The Yankees seem content, and rightly so, to wait for the price to come down on Pirates right-hander Gerrit Cole, the market to come back to them on smaller trades or to pursue the free agent market. While it may not be the Yankees' desire, one has to wonder if going into spring training as currently constituted would be all that bad.
The Yankees lineup is stacked to the point that it can sustain two rookies facing an uphill battle against major league pitching. There is enough firepower with the Yankees seven presumed positional starters to not only to withstand the growing pains of rookies, Miguel Andujar and Gleyber Torres, or potential first-time full-timers, Ronald Torreyes and Tyler Wade, but to balance their own downturns throughout the season.
Rarely will we see the likes of Greg Bird, Brett Gardner, Didi Gregorius, Aaron Hicks, Aaron Judge, Gary Sanchez and Giancarlo Stanton all skid at the same time. If just three or four of them are clicking at once, it can be enough for the Yankees to remain one of the top offenses in the game.
Instead of the Yankees adding rotation depth from the outside of the organization, they could open the season with in-house backup plans. Yes, dangling Chance Adams in a deal makes sense, because at the moment he is the Yankees closest pitching prospect to major league readiness. This also means that if there is an injury or a major disappointment in performance from one of the current five rotation members, Adams could step in.
Adams will endure a learning curve of his own, but if we're being realistic, doesn't Cole have something to prove as well?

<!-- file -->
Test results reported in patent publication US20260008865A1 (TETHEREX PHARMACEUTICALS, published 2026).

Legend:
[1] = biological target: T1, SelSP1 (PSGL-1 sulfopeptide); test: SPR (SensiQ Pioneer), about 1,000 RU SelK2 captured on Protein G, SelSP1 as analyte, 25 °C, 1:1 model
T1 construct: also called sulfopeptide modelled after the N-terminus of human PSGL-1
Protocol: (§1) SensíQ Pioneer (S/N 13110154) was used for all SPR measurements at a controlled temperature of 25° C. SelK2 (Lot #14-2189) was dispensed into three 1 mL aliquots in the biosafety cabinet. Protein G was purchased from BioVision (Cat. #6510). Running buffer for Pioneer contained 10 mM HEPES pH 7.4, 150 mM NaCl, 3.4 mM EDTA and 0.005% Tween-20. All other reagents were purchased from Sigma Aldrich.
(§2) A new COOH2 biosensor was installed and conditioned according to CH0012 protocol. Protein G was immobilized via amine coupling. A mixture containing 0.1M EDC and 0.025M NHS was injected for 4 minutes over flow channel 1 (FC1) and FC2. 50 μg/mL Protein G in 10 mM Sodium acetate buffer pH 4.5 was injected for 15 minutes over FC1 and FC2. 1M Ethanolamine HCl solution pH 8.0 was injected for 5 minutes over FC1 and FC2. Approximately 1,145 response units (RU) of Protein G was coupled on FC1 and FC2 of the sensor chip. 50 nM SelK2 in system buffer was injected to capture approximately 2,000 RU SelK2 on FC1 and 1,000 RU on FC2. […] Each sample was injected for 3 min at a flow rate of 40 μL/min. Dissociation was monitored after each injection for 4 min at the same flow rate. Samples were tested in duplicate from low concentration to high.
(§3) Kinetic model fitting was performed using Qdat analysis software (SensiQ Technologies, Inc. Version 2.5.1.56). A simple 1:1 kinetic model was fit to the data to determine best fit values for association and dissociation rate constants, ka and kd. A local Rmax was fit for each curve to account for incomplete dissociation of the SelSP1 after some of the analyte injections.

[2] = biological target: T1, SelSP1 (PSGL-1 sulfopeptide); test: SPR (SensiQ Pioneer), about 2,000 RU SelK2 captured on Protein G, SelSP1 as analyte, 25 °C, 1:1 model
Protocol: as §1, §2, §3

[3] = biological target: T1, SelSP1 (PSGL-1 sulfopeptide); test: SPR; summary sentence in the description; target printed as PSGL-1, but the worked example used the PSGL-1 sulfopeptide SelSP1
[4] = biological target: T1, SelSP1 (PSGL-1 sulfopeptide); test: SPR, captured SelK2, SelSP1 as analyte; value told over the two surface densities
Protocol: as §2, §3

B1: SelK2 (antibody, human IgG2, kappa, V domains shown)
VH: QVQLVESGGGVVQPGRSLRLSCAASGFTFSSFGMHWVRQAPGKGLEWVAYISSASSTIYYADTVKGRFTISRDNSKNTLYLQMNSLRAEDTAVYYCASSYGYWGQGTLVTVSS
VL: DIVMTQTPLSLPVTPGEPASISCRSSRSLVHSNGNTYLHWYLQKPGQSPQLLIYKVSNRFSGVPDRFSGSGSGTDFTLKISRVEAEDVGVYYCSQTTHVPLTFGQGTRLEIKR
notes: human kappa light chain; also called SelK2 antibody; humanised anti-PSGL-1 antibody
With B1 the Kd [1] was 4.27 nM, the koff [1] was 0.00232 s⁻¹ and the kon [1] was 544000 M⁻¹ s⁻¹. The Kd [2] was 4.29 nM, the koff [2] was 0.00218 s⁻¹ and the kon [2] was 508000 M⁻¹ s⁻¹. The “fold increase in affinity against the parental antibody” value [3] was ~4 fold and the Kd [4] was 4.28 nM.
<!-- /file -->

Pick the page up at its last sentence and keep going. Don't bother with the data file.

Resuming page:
Cole's main advantage is experience and "pedigree," however how much of his 2017 performance points to the pitcher the Yankees would receive? For as much as the Yankees would hope to obtain the pitcher that flashed signs of brilliance for much of the 2015 season, they may end up with a middle of the rotation innings eater at a substantial prospect cost typically deemed for a top of the rotation arm. We cannot be certain which version of Cole would develop in the Bronx.
Further-- and this may be the most important aspect of this debate-- the Yankees can make deals at the trade deadline when they know their weaknesses and exactly what they have at their disposal.
If the Yankees went the rookie/inexperienced route at second and third base, they would know in a couple of months if they had enough to get through the summer and into the postseason. Maybe Gardner finally shows signs of deterioration. What if Hicks is truly a fourth outfielder? What if Judge or Stanton sustains a significant injury? Each of those circumstances makes Clint Frazier, the other Yankees' prospect muttered in trade talks, extremely valuable to his current club.
There are positive and negative factors that will sway the Yankees' desires at the trade deadline. The trade cost might be higher, but at that point the direction in which they need to turn should be clear. Instead of working on assumptions, the Yankees would be basing their decisions on the reality in front of them.
This is not about "prospect hugging" or failing to step on the neck of their opponents. Though it is not expected that the Yankees will stand pat the rest of the offseason, it would not automatically point to an unwillingness to get better if they did.
The current outside options have nearly as many question marks as their own players and without playing the games, it is truly unknown if the Yankees would be adding to the correct area of the roster. After the All-Star break, as the Yankees head toward the trade deadline, the club's needs will be evident and at that time they can utilize the wealth of prospects at their disposal to add a veteran player at the necessary position(s).
Sometimes hanging back and waiting for the right deal takes longer than anticipated - in this case months - but that patience can often be rewarded.